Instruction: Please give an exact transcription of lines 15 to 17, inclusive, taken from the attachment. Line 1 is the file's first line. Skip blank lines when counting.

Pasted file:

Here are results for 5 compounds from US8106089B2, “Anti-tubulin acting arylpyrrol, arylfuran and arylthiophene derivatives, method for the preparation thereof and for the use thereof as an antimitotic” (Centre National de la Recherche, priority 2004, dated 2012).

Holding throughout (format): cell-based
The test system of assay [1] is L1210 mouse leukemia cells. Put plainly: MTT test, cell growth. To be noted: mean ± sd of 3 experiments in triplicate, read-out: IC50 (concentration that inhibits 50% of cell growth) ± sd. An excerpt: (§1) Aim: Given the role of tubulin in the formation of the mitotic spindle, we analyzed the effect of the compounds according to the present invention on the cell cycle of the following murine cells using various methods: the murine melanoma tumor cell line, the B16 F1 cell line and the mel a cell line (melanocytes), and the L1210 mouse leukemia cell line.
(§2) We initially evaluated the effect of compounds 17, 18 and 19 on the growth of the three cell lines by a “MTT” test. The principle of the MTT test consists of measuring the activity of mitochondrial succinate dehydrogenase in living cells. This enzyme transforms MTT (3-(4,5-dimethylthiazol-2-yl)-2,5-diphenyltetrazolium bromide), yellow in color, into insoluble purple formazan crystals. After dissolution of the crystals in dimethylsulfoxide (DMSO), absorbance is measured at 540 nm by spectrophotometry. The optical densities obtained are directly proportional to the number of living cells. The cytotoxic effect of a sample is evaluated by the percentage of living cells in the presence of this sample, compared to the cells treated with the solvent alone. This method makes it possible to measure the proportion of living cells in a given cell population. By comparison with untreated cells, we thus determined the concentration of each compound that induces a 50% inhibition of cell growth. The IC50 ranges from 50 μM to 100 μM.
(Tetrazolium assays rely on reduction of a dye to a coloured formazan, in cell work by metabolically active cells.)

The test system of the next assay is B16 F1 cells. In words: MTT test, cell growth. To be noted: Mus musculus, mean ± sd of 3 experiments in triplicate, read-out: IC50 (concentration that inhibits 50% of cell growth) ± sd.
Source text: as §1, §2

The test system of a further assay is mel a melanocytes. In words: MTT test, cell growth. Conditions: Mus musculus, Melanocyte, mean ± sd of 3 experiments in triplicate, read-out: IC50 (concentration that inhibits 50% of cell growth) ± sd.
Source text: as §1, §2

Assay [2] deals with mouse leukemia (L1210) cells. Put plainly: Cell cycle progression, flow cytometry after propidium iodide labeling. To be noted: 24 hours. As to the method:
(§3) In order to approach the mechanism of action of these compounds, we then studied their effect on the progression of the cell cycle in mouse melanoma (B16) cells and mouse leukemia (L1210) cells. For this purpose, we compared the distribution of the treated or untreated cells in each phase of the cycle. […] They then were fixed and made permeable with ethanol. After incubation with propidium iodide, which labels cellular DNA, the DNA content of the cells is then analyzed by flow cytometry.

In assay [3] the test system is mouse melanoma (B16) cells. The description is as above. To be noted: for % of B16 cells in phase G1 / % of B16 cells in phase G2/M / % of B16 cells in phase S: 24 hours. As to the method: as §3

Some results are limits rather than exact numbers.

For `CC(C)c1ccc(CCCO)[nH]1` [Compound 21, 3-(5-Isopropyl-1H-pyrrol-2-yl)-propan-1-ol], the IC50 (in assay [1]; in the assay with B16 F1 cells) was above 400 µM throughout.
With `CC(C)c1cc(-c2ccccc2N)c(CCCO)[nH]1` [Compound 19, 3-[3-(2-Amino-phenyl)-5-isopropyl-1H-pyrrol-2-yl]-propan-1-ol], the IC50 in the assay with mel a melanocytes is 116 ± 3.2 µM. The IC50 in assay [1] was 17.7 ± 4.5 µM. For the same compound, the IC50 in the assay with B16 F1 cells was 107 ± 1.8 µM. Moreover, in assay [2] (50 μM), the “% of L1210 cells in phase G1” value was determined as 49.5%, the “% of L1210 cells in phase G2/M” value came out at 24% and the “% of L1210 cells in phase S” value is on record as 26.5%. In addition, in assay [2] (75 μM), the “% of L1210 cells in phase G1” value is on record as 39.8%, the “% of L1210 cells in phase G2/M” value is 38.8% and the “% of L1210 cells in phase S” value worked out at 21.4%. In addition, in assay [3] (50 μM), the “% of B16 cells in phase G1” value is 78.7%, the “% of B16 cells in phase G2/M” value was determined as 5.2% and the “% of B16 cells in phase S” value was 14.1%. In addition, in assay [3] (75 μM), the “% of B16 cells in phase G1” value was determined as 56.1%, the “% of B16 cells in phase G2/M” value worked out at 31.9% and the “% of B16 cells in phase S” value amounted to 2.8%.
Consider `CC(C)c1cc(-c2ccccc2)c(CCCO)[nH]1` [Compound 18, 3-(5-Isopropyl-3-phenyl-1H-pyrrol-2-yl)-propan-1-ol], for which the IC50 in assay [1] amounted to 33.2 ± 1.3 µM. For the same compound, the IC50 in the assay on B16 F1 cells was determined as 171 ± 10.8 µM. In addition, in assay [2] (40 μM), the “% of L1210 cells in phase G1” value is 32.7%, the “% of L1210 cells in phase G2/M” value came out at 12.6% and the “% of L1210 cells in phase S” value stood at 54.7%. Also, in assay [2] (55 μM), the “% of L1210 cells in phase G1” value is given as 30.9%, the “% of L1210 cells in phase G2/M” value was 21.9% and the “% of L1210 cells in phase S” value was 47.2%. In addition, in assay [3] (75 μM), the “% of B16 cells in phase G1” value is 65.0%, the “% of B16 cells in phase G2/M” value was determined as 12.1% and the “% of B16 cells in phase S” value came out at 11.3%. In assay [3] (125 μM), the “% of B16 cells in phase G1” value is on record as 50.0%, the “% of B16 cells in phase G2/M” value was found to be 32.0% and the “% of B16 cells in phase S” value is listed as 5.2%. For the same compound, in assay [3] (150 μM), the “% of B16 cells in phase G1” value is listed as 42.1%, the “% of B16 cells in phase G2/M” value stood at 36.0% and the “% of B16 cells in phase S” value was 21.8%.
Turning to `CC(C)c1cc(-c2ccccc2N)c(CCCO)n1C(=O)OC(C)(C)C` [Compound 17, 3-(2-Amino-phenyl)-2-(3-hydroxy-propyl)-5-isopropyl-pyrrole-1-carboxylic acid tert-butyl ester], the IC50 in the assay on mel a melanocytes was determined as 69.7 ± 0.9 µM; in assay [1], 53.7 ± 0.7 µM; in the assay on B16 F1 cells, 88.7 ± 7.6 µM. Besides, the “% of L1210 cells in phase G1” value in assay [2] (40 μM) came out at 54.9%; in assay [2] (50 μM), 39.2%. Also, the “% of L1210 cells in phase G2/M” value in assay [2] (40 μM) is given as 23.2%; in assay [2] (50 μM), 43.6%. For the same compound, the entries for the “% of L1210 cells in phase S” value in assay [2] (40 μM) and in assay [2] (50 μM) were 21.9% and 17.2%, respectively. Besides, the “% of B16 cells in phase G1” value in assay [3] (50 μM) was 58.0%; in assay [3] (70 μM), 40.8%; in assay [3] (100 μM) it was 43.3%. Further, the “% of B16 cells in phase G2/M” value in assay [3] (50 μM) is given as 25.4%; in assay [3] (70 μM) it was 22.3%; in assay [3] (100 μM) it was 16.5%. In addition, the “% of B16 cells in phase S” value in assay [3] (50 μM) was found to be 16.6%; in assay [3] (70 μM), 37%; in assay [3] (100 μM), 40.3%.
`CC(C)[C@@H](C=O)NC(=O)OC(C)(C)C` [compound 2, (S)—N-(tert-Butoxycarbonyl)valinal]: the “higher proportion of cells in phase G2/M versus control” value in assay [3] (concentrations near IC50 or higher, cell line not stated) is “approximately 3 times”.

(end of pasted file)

With `CC(C)c1cc(-c2ccccc2N)c(CCCO)[nH]1` [Compound 19, 3-[3-(2-Amino-phenyl)-5-isopropyl-1H-pyrrol-2-yl]-propan-1-ol], the IC50 in the assay with mel a melanocytes is 116 ± 3.2 µM. The IC50 in assay [1] was 17.7 ± 4.5 µM. For the same compound, the IC50 in the assay with B16 F1 cells was 107 ± 1.8 µM. Moreover, in assay [2] (50 μM), the “% of L1210 cells in phase G1” value was determined as 49.5%, the “% of L1210 cells in phase G2/M” value came out at 24% and the “% of L1210 cells in phase S” value is on record as 26.5%. In addition, in assay [2] (75 μM), the “% of L1210 cells in phase G1” value is on record as 39.8%, the “% of L1210 cells in phase G2/M” value is 38.8% and the “% of L1210 cells in phase S” value worked out at 21.4%. In addition, in assay [3] (50 μM), the “% of B16 cells in phase G1” value is 78.7%, the “% of B16 cells in phase G2/M” value was determined as 5.2% and the “% of B16 cells in phase S” value was 14.1%. In addition, in assay [3] (75 μM), the “% of B16 cells in phase G1” value was determined as 56.1%, the “% of B16 cells in phase G2/M” value worked out at 31.9% and the “% of B16 cells in phase S” value amounted to 2.8%.
Consider `CC(C)c1cc(-c2ccccc2)c(CCCO)[nH]1` [Compound 18, 3-(5-Isopropyl-3-phenyl-1H-pyrrol-2-yl)-propan-1-ol], for which the IC50 in assay [1] amounted to 33.2 ± 1.3 µM. For the same compound, the IC50 in the assay on B16 F1 cells was determined as 171 ± 10.8 µM. In addition, in assay [2] (40 μM), the “% of L1210 cells in phase G1” value is 32.7%, the “% of L1210 cells in phase G2/M” value came out at 12.6% and the “% of L1210 cells in phase S” value stood at 54.7%. Also, in assay [2] (55 μM), the “% of L1210 cells in phase G1” value is given as 30.9%, the “% of L1210 cells in phase G2/M” value was 21.9% and the “% of L1210 cells in phase S” value was 47.2%. In addition, in assay [3] (75 μM), the “% of B16 cells in phase G1” value is 65.0%, the “% of B16 cells in phase G2/M” value was determined as 12.1% and the “% of B16 cells in phase S” value came out at 11.3%. In assay [3] (125 μM), the “% of B16 cells in phase G1” value is on record as 50.0%, the “% of B16 cells in phase G2/M” value was found to be 32.0% and the “% of B16 cells in phase S” value is listed as 5.2%. For the same compound, in assay [3] (150 μM), the “% of B16 cells in phase G1” value is listed as 42.1%, the “% of B16 cells in phase G2/M” value stood at 36.0% and the “% of B16 cells in phase S” value was 21.8%.
Turning to `CC(C)c1cc(-c2ccccc2N)c(CCCO)n1C(=O)OC(C)(C)C` [Compound 17, 3-(2-Amino-phenyl)-2-(3-hydroxy-propyl)-5-isopropyl-pyrrole-1-carboxylic acid tert-butyl ester], the IC50 in the assay on mel a melanocytes was determined as 69.7 ± 0.9 µM; in assay [1], 53.7 ± 0.7 µM; in the assay on B16 F1 cells, 88.7 ± 7.6 µM. Besides, the “% of L1210 cells in phase G1” value in assay [2] (40 μM) came out at 54.9%; in assay [2] (50 μM), 39.2%. Also, the “% of L1210 cells in phase G2/M” value in assay [2] (40 μM) is given as 23.2%; in assay [2] (50 μM), 43.6%. For the same compound, the entries for the “% of L1210 cells in phase S” value in assay [2] (40 μM) and in assay [2] (50 μM) were 21.9% and 17.2%, respectively. Besides, the “% of B16 cells in phase G1” value in assay [3] (50 μM) was 58.0%; in assay [3] (70 μM), 40.8%; in assay [3] (100 μM) it was 43.3%. Further, the “% of B16 cells in phase G2/M” value in assay [3] (50 μM) is given as 25.4%; in assay [3] (70 μM) it was 22.3%; in assay [3] (100 μM) it was 16.5%. In addition, the “% of B16 cells in phase S” value in assay [3] (50 μM) was found to be 16.6%; in assay [3] (70 μM), 37%; in assay [3] (100 μM), 40.3%.